April 13, 2024

When Chan Chang heard about the US Supreme Court’s decision to overturn Roe v. Wade, she was puzzled that Americans were still arguing about abortion rights.

“Here, in general, society does not encourage abortion,” said Ms. Zhang, a 37-year-old junior teaching member at a prestigious university on the east coast of China, “but I feel that a woman has a right as to whether she wants an abortion.”

Abortion, like almost all reproductive issues in China, is largely centered on the power of the Chinese Communist Party. For decades the party has forced women to have abortions and sterilizations as part of its one-child policy. Now, faced with a demographic crisis, it wants women to have more than one child — and preferably three.

But Beijing still dictates who can have children, and discriminates against single women like Ms. Zhang and minorities through strict family planning policies. The question now, many women say, is why they choose to have children at all.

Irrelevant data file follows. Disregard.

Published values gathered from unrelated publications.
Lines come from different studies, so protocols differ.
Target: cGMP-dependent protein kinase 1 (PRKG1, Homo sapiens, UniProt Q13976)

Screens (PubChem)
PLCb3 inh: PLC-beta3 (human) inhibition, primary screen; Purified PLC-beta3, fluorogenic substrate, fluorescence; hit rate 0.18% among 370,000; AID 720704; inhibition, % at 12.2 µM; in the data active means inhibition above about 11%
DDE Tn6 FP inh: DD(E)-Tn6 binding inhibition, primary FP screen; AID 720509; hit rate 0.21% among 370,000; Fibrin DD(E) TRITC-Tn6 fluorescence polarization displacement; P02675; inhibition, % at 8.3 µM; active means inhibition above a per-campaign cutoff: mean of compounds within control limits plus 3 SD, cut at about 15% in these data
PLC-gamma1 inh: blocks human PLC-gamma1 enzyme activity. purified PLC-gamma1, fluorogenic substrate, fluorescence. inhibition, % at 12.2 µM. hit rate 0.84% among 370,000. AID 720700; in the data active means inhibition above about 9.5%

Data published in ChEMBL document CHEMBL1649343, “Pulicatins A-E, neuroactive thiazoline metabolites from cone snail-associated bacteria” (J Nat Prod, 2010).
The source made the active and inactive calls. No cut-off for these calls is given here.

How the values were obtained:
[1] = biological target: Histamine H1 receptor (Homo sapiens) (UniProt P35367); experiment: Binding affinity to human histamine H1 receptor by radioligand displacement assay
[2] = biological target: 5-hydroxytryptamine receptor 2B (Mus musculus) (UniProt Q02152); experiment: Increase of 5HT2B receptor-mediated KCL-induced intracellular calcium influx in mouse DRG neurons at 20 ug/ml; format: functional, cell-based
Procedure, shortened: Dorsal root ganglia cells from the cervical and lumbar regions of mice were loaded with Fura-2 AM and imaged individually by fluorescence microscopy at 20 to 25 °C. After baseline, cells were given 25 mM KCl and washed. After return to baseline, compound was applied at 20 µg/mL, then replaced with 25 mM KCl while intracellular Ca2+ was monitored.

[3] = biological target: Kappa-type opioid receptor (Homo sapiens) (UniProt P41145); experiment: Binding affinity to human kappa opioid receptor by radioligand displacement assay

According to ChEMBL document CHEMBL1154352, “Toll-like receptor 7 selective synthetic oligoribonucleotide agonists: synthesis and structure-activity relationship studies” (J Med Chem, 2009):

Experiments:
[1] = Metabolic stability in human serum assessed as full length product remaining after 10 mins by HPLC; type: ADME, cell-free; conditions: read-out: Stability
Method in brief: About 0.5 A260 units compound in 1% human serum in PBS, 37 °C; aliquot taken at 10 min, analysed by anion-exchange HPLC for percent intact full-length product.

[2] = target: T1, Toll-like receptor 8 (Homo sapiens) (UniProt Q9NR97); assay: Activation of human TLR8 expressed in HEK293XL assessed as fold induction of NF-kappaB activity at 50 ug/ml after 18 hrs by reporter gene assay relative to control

With China’s birth rate at a historically low level, officials have been handing out taxes, housing credits, educational benefits and even monetary incentives to encourage women to have more children. However, the privileges are only available to married couples, a prerequisite that is not increasingly attractive to independent women who, in some cases, prefer to be single parents.

Children born to single parents in China have long struggled to access social benefits such as medical insurance and education. Unmarried and pregnant women are regularly denied access to public health care and insurance covering maternity leave. They do not have legal protection if their employers fire them for being pregnant.

Some single women, including Ms. Zhang, simply choose not to have a child, quietly resisting Beijing’s control of women’s bodies. Those who find ways to get around the rules often face consequences from the state.

“A lot of people think that being a single mother is a process of confrontation with public opinion, but it’s not,” said Sarah Gao, 46, a single mother who lives in Beijing and speaks openly about reproductive rights. “It’s actually this system.”

Chinese law requires a pregnant woman and her husband to register their marriage to receive prenatal care at a public hospital. When Ms. Zhao learned she was pregnant, she had to tell doctors at a hospital that her husband was abroad to be admitted.